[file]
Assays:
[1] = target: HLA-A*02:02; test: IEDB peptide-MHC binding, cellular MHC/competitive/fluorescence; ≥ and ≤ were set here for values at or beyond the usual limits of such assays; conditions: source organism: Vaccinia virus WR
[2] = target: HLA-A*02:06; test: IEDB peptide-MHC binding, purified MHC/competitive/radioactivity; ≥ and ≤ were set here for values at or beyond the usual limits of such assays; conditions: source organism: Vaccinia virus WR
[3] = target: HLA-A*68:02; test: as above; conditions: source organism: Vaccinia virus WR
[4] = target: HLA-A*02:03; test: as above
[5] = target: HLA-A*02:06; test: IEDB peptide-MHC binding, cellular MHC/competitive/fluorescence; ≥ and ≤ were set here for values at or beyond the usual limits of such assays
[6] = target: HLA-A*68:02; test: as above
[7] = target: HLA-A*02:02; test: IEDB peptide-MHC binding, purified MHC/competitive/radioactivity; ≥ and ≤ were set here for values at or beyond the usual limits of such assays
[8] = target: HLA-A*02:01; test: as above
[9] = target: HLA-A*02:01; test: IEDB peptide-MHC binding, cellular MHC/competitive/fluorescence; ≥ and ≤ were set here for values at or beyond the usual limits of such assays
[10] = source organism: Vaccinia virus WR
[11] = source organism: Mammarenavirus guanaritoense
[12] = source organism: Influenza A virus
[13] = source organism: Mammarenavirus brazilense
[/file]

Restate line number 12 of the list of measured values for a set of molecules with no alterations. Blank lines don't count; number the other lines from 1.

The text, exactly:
[11] = source organism: Mammarenavirus guanaritoense